This article was first published in The Guardian.
At the opening ceremony of Climate Week New York last month, Tony Blair drew a laugh from the crowd when he quipped: “It’s a relief after the weeks I’ve spent deep in the entrails of the Middle East peace process to talk about something that’s relatively easy to solve.”
In some respects he’s right. The solutions to climate change are relatively straightforward (phasing out fossil fuels for one), if somewhat challenging to implement. But the negotiations? The politics driving them are as difficult as they come, with the future of the Kyoto protocol at the centre of the conflict.
Kyoto’s first commitment period finishes at the end of 2012, and the question of whether governments will sign up to a second commitment period is seen by many as the linchpin of the negotiations. Allowing Kyoto to lapse would be a very, very bad idea for several reasons:
1) It’s the only binding international climate law we’ve got, with no alternative in sight. Without a legally binding agreement, we are left with vague intentions and no guarantees of success. Like allowing a kid to choose how much homework he really needs to do, the net result would ultimately amount to precious little, I suspect.
2) It’s working. The US is the only major industrialised country which did not ratify Kyoto. Collectively, developed countries that ratified Kyoto are on track to achieve the protocol’s target of an average decrease in emissions of 5.2% below 1990 levels between 2008 and 2012. Kyoto has triggered the enactment of national legislation in the majority of OECD countries, including the EU’s landmark “20-20-20″ targets. The United States, in stark contrast, saw its emissions rise by an estimated 11% in the same period.
3) It is helping drive the growth of the renewables industry in Europe and in big developing countries that are covered indirectly by Kyoto’s carbon markets. 65% of the projects stemming from Kyoto’s clean development mechanism, which allows countries to reduce emissions by investing in projects in developing countries, are focused on renewables. While countries could establish an international carbon-trading market even in the absence of Kyoto, it would have to be governed by basic, commonly agreed rules to ensure projects were genuinely climate-friendly. Kyoto has such rules (representing more than a decade of effort), markets are up and running and those that break the rules are brought to account – why not build on these rather than start over from scratch?
4) It’s fair (though it would be far fairer if the US had signed on). Kyoto’s first commitment period put the onus of first action on the highest and richest historical emitters. While the US whines about large developing countries such as China not being directly covered by Kyoto, it’s worth remembering that the concentration of CO2 in the atmosphere is a cumulative process, and cumulatively (1900-2007) the EU and the US together were responsible for nearly 54% of the energy-related emissions. China? Just over 9%. It’s even more enlightening to factor in the size of the population: the US emitted 1,093 metric tonnes per capita; the EU 572, and China a mere 80.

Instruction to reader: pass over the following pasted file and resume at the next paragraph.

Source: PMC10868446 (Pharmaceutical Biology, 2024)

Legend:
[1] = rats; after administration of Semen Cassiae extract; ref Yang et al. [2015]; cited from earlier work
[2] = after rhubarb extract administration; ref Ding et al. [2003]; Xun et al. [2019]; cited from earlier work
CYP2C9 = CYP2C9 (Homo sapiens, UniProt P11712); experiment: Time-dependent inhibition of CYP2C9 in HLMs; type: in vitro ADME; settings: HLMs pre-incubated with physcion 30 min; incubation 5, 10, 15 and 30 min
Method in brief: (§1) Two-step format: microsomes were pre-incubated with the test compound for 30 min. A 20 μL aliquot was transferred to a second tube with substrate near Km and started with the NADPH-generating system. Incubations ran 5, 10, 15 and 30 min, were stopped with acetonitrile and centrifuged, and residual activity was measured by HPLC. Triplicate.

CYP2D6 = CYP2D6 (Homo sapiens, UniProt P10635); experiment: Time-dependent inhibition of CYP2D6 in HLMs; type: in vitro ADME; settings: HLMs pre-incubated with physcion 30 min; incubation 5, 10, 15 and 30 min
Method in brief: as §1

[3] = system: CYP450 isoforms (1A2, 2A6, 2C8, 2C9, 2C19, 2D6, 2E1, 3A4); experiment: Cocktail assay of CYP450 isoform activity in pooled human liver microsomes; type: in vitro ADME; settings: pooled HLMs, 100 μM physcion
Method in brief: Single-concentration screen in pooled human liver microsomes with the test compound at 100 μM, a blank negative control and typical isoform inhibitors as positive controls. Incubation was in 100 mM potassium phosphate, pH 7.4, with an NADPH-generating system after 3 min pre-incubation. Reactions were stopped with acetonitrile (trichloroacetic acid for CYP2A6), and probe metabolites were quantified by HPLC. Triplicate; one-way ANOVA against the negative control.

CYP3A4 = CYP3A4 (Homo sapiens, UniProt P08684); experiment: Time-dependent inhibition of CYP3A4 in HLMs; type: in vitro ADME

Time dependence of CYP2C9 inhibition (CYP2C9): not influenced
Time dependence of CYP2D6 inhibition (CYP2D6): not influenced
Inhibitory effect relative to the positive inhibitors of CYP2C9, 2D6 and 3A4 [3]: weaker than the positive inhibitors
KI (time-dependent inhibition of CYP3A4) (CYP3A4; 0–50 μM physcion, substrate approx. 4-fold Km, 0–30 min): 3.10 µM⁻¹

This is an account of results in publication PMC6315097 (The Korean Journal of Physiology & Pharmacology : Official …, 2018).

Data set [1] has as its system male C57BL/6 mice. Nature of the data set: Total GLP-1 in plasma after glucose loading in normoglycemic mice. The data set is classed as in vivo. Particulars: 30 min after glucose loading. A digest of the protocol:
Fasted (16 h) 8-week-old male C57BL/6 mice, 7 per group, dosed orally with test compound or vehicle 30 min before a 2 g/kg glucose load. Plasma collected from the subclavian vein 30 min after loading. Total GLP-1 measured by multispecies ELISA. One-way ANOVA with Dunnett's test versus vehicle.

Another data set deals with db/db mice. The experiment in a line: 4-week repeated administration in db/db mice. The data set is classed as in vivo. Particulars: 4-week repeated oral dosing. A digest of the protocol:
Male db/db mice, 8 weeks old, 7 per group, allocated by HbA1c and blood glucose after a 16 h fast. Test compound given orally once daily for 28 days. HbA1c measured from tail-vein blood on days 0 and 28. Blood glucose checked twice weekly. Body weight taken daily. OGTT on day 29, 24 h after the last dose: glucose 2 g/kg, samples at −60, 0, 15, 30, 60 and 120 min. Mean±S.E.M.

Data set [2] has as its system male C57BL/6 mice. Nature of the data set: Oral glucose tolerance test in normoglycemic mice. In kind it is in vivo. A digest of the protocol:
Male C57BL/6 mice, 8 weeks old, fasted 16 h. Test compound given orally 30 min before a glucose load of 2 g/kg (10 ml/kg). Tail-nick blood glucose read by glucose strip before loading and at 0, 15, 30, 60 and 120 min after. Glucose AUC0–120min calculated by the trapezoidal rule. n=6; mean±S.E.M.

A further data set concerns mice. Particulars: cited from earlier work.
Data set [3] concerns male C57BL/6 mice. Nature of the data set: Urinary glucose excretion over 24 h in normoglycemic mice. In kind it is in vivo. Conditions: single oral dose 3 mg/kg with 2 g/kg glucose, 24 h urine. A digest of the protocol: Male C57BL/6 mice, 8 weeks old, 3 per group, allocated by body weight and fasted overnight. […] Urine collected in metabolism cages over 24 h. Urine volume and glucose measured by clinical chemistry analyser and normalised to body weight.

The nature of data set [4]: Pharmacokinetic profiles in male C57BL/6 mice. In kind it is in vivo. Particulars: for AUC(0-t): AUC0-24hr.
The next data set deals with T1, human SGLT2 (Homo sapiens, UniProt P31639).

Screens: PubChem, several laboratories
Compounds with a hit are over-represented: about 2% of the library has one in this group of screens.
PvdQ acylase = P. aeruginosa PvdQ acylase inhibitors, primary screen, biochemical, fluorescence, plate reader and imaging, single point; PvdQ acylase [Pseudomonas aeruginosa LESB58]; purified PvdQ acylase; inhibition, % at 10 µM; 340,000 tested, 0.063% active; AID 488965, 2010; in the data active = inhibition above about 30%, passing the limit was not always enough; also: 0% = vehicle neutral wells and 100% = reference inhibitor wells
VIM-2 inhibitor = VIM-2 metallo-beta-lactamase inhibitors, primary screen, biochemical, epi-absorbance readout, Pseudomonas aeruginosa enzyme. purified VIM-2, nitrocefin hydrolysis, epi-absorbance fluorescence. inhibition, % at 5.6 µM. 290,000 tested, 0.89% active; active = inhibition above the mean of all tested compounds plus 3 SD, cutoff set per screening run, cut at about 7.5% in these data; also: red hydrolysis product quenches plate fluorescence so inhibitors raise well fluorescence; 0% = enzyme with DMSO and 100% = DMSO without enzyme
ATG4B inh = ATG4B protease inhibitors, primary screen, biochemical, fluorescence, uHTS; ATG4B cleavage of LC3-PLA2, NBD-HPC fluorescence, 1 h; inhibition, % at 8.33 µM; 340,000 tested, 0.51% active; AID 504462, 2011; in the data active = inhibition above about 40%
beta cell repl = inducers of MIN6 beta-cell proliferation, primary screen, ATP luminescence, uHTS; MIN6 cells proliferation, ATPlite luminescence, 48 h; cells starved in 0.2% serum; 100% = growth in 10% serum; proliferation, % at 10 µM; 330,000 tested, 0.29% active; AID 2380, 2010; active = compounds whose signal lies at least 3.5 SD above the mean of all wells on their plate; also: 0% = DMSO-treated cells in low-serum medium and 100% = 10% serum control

5) It represents collective action: Kyoto has an “aggregate” goal – the total of what individual country targets must add up to. This is the opposite of the bottom up, pledge approach now championed by the Obama Administration. The relatively short-term five-year commitment periods allow those goals to be ratcheted up as new information becomes available.
So how do we save Kyoto? First and foremost, it’s a matter of political will. In the run-up to the upcoming climate summit in Durban:
Europe must signal its clear intention to sign up to a second round of Kyoto commitments, and encourage other Kyoto parties do so as well. The EU’s Durban position will be decided on 23 October.
The US should stop badmouthing Kyoto. Honestly, what gives them the right? Everyone else should simply ignore the US on this subject.
The largest and wealthiest developing countries need to play their part too. A new, development friendly, legally distinct pathway under the protocol, like a new annex, could be created for developing countries to record emissions reduction pledges and actions according to their individual circumstances, responsibility and level of income.
If Kyoto’s future dies in Durban, it may well be the death knell for an effective, comprehensive internationally co-ordinated and legal response to global climate change in this decade. We can’t afford to let that happen.